J.D. Harvard Law School ‘73
M.A. Columbia University
B.A. Yale University
Mediator, Judge Pro-Tem
Certified Family Law Specialist
licensed by the State Bar of California
Stan is a member of the
San Diego North County Bar Association.
Licensed to practice in California, Maryland, Washington D.C., & Georgia
There are two kinds of custody and two ways to allocate them between parents. The first kind of custody is legal. The second is physical. The first way to allocate custody is to award it to one parent. This is called sole custody. The second way is to award it to both parents. This is called joint custody. Joint custody is defined as joint physical custody and joint legal custody.
Sole legal custody means that one parent, and only one, has the right and responsibility to make the decisions relating to the health, education, and welfare of a child. Sole legal custody is unusual. First, it is contrary to the recognized right and responsibility of each parent to parent his or her child. The State believes your child needs you, and the State wants you involved with raising your child. Second, most parents - happily enough - are not threats to the safety, health, and well being of their children. For one parent to have sole legal custody, the other parent must be physically and emotionally abusive, addicted, mentally ill, thoroughly irresponsible, or in jail, to name a few examples.
Sole physical custody means that a child resides with and is under the supervision of one parent.
If one parent has sole physical custody, the other parent has visitation. Ordinarily the factors that result in an award of sole legal custody to one parent result in an award of sole physical custody as well.
Joint legal custody means that both parents share the right and responsibility to make the decisions relating to the health, education, and welfare of the child.
Joint physical custody means that each of the parents has significant periods of physical custody, and that they share physical custody in a way that assures the child frequent and continuing contact with both parents.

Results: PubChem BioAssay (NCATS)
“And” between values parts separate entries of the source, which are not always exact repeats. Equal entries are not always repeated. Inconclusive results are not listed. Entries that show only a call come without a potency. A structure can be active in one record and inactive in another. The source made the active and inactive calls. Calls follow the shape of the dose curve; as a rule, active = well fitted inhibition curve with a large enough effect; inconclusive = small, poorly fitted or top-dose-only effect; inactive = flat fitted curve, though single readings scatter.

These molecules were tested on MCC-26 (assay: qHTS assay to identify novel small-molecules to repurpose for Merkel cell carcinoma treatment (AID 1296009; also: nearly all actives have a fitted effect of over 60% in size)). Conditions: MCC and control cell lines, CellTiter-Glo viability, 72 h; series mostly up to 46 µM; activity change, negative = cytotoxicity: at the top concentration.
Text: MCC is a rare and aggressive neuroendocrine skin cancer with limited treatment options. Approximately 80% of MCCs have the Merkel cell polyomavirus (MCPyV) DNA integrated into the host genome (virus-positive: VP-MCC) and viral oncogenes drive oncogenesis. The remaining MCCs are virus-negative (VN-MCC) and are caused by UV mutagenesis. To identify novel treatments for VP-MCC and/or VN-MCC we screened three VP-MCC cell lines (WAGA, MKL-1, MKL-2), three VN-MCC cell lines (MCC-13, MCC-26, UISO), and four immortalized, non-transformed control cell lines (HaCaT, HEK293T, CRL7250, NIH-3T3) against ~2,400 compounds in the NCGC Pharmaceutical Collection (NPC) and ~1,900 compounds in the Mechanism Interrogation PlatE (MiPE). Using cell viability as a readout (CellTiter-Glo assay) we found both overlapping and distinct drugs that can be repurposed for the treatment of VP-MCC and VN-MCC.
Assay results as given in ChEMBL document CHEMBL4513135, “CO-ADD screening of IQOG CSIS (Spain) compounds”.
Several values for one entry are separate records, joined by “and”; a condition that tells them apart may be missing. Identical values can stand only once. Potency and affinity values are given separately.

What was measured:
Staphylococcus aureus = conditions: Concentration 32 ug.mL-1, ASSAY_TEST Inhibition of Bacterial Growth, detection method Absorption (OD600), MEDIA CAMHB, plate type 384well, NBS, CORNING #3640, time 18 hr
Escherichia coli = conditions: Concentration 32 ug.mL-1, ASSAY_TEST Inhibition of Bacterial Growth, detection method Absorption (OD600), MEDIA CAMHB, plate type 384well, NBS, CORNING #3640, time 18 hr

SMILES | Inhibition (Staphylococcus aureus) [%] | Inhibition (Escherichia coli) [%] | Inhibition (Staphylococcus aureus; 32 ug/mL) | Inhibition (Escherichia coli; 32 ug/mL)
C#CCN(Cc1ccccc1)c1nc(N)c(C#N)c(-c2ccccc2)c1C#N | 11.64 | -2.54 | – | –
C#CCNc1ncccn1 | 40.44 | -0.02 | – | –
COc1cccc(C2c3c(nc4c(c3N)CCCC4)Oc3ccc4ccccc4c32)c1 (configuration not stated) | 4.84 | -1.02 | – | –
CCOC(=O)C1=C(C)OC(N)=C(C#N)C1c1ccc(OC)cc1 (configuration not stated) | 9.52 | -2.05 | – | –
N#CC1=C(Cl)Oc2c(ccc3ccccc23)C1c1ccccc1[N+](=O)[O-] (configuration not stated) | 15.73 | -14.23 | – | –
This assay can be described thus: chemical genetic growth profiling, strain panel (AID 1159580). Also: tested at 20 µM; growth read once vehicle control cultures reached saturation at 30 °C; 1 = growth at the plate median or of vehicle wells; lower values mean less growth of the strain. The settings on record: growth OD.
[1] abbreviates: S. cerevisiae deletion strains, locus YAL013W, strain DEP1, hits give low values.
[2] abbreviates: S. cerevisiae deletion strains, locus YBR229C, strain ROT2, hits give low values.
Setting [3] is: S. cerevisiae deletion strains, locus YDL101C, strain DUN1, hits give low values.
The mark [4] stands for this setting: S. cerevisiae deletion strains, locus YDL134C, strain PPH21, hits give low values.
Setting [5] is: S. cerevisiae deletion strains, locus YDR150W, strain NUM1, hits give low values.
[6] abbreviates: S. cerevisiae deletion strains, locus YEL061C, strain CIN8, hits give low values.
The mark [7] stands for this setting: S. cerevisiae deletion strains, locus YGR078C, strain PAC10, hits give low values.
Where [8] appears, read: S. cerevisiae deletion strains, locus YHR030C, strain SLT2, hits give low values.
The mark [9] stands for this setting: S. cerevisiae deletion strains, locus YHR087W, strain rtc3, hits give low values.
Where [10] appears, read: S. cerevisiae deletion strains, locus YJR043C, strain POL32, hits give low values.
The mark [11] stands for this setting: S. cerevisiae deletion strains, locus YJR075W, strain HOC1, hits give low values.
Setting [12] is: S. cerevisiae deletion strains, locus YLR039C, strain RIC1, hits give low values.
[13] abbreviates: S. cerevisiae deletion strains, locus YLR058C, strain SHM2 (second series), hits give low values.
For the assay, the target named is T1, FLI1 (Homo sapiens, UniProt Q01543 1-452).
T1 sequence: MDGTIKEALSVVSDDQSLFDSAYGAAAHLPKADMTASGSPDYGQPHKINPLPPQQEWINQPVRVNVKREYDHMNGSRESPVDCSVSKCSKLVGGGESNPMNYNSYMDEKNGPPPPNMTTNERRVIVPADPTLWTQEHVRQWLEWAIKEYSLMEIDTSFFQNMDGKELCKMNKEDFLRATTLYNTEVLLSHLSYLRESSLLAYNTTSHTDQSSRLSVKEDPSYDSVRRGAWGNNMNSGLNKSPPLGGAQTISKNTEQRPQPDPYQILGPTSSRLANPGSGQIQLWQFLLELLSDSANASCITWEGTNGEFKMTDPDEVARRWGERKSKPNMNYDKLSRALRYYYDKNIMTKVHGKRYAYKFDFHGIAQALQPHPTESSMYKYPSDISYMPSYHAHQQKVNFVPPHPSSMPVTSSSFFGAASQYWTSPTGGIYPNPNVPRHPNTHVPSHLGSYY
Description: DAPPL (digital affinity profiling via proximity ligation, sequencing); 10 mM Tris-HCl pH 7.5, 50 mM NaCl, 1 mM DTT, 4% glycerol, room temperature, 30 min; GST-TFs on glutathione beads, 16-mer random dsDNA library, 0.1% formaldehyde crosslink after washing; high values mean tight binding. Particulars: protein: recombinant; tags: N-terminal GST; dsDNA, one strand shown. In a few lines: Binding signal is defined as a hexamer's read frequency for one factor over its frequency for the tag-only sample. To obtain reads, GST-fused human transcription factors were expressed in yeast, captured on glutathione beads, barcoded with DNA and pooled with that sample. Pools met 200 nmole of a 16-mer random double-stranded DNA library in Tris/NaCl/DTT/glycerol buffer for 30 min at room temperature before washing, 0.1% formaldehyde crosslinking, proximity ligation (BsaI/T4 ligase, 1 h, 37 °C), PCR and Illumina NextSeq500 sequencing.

Joint legal custody and sole physical custody are not necessarily inconsistent. For example, divorced parents often live far away from each other, making frequent and continuing physical contact impossible for both. In such cases the child might live with one parent eleven months of the year. That parent would have sole physical custody, and the other parent would have visitation. However, they will probably have joint legal custody if the factors normally resulting in sole legal custody are not present
Joint custody is normally awarded. In the order of preference set forth in the Family Code, it is in first place. That still leaves open the question of how much time the child spends with each parent, referred to as the time share. The time share percentage is used to calculate child support, along with the parties’ incomes. Although some parents easily reach agreement on a time share schedule without much formality, time share is usually a contentious issue. The usual joint custody order is therefore quite detailed.
The detailed time share recommendations of Family Court Services mediators in contested matters are also useful guides for negotiating and preparing timeshare schedules in uncontested matters. The time share schedule will be part of the court’s custody order in either case. We can help you negotiate a time share schedule if you and your child’s other parent are agreeable. We can go to court with you and argue for the adoption of Family Court Services recommendations that are favorable to you and rejection of those which are not.
San Diego Divorce Attorney Stanley D. Prowse is a California Certified Family Law Specialist. We welcome your legal inquiries.
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